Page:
The Smithsonian's "Big Band Jazz" collection won two Grammys, for Best Historical Album (production by J.R. Taylor) and Best Album Notes (by Martin Williams and Gunther Schuller).
In the rhythm and blues field, Billy Ocean won the male vocal Grammy for his "Caribbean Queen" single, while James Ingram and Michael McDonald won Grammys for performance by a duo or group or group with vocal for their "Yah Mo B There." Herbie Hancock won for Best Instrumental Performance.
This year's telecast started off well, briskly paced and intercut with strong, sensible performances by Huey Lewis, Stevie Wonder, Lauper and Turner. But after that, producer Pierre Cossette reverted to the clutter of dancers and overcrowded medleys that ultimately detract from what's supposed to be honored -- the music and the musicians.
Grammy winners were determined by balloting among nearly 6,000 members of the record academy in seven chapters nationwide. Members include recording artists, songwriters, musicians, producers and technicians. To be eligible, nominated records had to be released for sale between Oct. 1, 1983, and Sept. 30, 1984.
The academy announced earlier this year five new entrants in its Hall of Fame -- classic records that were released before the Grammys were established in 1958. They included Count Basie's "April in Paris," Gene Autry's "Rudolph the Red-Nosed Reindeer," Stan Kenton's "Artistry In Rhythm," Jimmie Rodgers' "Blue Yodel (T for Texas)" and Pablo Casals' recording of Bach's six suites for unaccompanied cello. Leonard Bernstein also received a Lifetime Achievement Award.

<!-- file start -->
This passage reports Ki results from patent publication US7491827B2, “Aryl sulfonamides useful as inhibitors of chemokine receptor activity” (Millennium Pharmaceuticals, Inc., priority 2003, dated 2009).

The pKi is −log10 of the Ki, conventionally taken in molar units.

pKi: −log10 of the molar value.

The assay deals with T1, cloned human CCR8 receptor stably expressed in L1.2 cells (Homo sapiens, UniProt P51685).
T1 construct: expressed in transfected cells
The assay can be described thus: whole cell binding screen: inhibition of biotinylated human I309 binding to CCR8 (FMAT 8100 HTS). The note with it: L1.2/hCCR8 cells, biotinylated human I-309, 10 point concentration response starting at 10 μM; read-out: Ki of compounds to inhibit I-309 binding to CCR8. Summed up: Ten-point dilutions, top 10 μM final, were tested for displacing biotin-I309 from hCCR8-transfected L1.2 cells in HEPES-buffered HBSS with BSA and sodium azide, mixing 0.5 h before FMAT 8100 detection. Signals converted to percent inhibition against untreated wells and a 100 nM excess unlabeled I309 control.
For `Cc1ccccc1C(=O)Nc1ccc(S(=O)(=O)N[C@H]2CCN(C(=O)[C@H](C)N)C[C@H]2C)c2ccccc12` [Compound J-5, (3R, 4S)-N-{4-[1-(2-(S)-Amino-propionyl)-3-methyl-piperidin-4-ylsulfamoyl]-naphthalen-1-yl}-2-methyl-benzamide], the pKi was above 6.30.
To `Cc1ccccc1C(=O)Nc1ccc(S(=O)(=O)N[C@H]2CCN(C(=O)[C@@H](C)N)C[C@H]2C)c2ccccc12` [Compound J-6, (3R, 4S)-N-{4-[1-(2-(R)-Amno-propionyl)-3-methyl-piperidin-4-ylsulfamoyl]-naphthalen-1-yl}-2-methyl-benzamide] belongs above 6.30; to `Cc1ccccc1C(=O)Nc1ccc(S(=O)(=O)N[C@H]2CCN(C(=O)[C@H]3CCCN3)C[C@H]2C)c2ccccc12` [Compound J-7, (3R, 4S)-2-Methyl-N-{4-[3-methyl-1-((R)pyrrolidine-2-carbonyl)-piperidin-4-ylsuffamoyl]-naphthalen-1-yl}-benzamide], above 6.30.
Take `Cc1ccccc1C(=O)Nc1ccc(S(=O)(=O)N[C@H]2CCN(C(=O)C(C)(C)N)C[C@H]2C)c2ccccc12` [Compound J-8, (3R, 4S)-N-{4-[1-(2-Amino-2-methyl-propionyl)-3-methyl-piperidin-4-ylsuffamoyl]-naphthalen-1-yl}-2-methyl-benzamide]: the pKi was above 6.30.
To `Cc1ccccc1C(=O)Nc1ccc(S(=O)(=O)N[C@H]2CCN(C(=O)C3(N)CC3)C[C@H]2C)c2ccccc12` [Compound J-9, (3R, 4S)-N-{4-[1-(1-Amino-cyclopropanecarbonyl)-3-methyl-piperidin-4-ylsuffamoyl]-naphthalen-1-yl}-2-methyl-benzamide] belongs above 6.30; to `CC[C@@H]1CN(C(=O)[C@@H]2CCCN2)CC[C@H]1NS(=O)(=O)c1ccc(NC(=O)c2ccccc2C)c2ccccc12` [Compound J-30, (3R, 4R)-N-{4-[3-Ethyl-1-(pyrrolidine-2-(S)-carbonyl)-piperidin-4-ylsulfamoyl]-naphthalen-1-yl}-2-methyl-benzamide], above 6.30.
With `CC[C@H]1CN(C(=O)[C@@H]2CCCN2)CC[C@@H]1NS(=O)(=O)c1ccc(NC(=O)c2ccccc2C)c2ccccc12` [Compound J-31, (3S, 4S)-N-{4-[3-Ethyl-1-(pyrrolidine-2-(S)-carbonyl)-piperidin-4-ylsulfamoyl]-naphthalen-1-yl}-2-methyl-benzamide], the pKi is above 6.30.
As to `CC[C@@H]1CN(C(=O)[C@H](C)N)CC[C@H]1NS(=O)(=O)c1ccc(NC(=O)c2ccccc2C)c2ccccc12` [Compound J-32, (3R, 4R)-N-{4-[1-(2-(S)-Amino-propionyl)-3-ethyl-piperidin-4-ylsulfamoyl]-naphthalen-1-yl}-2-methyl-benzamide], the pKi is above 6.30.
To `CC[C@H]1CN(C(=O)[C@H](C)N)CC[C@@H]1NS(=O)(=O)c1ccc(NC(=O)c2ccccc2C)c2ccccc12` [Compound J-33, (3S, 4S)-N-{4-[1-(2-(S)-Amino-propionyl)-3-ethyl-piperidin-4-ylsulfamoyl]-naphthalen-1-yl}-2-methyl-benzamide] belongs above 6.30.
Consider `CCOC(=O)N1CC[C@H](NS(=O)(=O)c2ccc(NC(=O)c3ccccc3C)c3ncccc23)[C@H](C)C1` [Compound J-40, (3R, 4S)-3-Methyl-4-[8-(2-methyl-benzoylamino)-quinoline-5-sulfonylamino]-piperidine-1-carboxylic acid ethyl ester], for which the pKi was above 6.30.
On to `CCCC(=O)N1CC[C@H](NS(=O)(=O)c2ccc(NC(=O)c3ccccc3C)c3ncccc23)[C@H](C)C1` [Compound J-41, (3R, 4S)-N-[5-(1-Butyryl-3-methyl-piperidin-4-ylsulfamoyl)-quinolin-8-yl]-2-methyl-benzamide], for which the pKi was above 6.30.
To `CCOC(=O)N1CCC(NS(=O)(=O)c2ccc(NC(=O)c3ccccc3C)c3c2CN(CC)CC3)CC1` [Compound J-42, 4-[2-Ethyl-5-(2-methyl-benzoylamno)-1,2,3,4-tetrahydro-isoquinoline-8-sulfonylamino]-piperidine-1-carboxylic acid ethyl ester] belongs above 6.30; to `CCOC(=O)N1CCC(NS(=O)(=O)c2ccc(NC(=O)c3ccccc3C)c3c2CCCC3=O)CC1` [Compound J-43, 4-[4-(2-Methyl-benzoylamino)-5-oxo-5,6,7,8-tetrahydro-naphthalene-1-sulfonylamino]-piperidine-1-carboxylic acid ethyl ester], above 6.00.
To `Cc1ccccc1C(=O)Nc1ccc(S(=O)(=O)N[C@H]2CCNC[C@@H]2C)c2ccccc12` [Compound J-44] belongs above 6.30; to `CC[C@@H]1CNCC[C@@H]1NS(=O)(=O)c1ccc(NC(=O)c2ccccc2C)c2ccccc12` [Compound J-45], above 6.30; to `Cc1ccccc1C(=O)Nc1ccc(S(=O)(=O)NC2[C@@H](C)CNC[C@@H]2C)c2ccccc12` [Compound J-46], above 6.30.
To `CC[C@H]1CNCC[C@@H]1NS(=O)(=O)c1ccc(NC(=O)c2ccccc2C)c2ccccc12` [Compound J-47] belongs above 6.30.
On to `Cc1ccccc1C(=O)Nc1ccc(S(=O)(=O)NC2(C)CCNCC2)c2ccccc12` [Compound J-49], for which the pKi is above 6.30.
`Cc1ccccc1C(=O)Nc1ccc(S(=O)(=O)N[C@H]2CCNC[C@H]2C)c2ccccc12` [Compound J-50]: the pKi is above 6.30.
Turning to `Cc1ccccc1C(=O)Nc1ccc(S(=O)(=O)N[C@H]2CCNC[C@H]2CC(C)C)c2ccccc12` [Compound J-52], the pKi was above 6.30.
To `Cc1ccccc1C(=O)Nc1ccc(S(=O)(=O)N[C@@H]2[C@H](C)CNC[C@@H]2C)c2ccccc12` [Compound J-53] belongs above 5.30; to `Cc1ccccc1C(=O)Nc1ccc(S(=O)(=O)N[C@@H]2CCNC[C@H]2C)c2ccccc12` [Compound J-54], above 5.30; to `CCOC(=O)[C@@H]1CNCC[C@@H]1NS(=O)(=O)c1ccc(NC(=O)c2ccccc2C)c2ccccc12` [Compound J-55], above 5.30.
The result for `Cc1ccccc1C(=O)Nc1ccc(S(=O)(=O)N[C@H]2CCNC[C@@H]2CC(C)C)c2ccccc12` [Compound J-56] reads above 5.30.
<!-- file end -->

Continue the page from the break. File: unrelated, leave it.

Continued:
Other Grammy Awards:
Male country vocal: "That's the Way Love Goes," Merle Haggard.
Country instrumental performance: Ricky Skaggs, "Wheel Hoss."
Tropical Latin performance: Eddie Palmieri, "Palo Pa' Rumba."
Traditional blues recording: "Blues Explosion," various artists.
Reggae recording: Black Uhuru, "Anthem."
Male gospel vocalist: Michael Smith, "Michael W. Smith 2."
Female gospel female vocalist: Amy Grant, "Angels."
Gospel duo or group with vocal: Debby Boone and Phil Driscoll, "Keep the Flame Burning."